Earth A.D. by Michael Lee Nirenberg – A Review

Earth A.D.: The Poisoning of the American Landscape and the Communities That Fought Back by Michael Lee Nirenberg
Non-fiction | Environmental
Published by Process
Released 28 July 2020
Goodreads | Amazon

Rating: 3 out of 5.
Michael Lee Niremberg

In Earth A.D.: The Poisoning of the American Landscape and the Communities That Faught Back, Michael Lee Nirenberg takes a microscope to two American environmental disasters: Tar Creek in Oklahoma and Greenpoint in Brooklyn, NY.

They are very different places. Tar Creek is isolated and remote in northeast Oklahoma, while Greenpoint is right in the middle of New York City. Tar Creek was once a bustling mining town and Greenpoint has had a variety of people make the area their home.

The book is written in an interview format, which bothered me. It distracted me from the conversation. I wished Nirenberg would have taken all of his interviews and compiled them into a more approachable narrative. Nirenberg is better known as a documentary filmmaker, which might explain his use of this format, but again, it would have been more linear and understandable as a narrative.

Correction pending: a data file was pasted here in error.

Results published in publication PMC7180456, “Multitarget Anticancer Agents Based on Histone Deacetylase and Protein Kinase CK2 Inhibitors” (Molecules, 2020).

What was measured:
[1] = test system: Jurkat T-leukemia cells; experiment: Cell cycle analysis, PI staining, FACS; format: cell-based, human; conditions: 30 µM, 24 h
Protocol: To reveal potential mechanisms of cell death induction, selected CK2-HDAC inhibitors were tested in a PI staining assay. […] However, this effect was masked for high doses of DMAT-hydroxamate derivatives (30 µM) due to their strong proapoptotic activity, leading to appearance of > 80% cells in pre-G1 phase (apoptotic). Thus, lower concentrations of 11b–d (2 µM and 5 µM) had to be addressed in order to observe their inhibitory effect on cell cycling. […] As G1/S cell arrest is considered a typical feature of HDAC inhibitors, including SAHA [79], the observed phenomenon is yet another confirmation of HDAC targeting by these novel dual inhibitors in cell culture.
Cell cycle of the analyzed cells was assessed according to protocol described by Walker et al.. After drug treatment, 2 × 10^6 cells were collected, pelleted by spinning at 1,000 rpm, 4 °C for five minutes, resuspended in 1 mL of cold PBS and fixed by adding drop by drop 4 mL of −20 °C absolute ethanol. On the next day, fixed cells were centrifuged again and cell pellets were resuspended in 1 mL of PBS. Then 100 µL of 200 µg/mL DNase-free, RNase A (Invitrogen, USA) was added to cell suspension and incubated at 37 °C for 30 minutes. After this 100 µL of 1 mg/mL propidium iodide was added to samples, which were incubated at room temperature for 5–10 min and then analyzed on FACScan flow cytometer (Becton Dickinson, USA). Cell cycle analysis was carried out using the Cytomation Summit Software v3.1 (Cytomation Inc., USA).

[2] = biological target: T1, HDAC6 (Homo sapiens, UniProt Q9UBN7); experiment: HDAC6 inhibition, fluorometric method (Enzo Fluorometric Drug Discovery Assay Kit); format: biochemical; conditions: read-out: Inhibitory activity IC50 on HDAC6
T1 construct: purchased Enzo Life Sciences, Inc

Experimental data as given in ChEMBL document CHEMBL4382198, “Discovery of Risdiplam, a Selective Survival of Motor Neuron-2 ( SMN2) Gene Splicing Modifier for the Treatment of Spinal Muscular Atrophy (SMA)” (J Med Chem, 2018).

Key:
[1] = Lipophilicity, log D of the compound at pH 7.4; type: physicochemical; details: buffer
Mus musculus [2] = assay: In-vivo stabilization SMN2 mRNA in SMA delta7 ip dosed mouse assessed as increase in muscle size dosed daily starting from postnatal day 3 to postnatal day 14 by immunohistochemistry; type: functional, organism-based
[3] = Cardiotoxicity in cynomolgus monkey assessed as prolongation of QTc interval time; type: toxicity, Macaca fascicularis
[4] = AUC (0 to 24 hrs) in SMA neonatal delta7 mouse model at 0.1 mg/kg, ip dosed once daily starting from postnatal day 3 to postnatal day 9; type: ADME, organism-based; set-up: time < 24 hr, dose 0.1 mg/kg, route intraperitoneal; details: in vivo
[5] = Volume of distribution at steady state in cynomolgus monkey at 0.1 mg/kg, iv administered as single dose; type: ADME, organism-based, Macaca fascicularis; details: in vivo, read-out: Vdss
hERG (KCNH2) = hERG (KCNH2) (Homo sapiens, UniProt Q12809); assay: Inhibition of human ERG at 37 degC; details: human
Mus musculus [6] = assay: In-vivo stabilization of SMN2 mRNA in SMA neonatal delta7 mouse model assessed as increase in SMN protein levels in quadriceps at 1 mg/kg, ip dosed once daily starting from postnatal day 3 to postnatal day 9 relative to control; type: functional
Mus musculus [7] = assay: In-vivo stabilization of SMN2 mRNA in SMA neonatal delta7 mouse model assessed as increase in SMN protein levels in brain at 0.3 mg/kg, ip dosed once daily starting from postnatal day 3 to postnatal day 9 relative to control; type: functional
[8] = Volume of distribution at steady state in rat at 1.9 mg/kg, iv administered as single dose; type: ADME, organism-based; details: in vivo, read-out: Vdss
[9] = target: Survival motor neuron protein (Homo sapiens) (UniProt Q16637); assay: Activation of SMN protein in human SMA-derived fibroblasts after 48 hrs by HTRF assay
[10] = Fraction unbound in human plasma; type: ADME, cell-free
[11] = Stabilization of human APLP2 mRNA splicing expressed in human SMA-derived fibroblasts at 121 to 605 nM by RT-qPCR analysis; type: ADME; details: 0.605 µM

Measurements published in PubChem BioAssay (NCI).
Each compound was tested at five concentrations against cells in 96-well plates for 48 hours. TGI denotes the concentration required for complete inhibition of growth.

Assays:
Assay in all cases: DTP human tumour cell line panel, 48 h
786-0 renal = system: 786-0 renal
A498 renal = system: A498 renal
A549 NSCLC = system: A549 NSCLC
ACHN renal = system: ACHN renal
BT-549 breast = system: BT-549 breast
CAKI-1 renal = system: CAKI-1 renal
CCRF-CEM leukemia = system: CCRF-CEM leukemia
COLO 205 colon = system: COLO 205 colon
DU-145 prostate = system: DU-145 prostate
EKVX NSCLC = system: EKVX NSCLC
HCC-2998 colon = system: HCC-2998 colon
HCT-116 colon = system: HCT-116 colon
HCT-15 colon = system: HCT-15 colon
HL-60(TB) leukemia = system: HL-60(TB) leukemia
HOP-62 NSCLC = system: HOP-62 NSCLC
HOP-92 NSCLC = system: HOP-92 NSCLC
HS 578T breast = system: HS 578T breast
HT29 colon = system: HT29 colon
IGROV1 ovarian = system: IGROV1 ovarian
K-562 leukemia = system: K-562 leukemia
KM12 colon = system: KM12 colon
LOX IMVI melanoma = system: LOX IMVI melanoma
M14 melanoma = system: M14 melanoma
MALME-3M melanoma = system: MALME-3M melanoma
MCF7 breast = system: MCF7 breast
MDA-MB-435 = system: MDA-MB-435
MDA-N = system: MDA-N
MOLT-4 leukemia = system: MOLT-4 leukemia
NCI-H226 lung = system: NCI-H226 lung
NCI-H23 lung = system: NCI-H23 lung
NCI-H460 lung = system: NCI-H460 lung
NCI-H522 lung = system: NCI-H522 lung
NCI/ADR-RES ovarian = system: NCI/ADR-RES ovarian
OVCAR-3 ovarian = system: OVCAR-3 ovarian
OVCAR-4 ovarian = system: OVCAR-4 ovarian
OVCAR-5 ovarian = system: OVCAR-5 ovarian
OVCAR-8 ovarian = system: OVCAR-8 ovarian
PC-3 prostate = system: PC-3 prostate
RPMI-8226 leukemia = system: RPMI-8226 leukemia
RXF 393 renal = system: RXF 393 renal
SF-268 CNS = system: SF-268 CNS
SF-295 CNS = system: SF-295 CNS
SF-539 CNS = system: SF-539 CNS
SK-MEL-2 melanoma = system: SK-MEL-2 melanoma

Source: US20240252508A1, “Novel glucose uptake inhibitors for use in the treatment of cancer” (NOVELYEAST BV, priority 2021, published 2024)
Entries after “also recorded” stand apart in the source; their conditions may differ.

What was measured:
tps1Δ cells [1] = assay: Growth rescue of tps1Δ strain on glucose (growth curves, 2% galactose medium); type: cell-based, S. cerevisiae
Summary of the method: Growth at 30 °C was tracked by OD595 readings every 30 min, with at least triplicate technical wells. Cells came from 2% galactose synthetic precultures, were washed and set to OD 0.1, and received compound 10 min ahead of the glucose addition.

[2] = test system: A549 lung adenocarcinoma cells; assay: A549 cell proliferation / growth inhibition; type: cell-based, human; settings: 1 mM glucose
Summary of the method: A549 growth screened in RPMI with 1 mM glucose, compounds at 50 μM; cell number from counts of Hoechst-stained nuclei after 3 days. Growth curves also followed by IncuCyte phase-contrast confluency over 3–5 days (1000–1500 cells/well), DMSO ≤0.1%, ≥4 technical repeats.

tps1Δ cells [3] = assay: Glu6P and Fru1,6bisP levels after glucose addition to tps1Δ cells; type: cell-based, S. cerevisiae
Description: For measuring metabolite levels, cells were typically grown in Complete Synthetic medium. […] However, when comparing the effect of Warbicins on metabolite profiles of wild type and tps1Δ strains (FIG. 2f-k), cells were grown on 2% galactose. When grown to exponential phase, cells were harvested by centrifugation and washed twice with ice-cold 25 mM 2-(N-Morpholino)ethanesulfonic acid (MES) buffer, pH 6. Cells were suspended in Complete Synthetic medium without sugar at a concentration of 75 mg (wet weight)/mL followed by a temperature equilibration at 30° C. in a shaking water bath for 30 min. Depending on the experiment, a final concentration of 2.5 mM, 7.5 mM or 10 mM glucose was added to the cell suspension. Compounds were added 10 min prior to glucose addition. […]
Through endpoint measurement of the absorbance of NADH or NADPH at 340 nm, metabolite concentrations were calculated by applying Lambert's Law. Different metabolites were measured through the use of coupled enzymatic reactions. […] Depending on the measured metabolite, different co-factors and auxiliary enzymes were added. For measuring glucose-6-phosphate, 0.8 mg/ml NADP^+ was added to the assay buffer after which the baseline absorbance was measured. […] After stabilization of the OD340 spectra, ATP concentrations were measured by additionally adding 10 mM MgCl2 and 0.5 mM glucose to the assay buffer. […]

Newtown Creek, Greenpoint, Brooklyn NYC

I very much appreciated that Nirenberg didn’t just speak to people that were promoting environmental stewardship – he also spoke to the politicians and people responsible for making the mess in the first place or failing to clean it up properly. While I’m very much on the side of the environmentalists, non-fiction books, especially books about current events, are significantly better when they contain information from both sides.

Tar Creek Superfund Site

Earth A.D. teaches the reader that it is very possible to pursue environmental justice within your community. It’s the type of inspiration that a lot of people living in polluted areas need. At the same time, however, Nirenberg’s interviewees don’t hide the fact that it’s immensely difficult to do. There’s so much red tape, bureaucracy, and cover-ups that citizens have to really fight to get what they want.

I’d recommend this book to anyone interesting in environmental stewardship or that have a connection to either Tar Creek or Greenpoint. Overall, however, for the casual reader, this might be a book worth skipping. I’m sure there are other options for more readable books on the topic.

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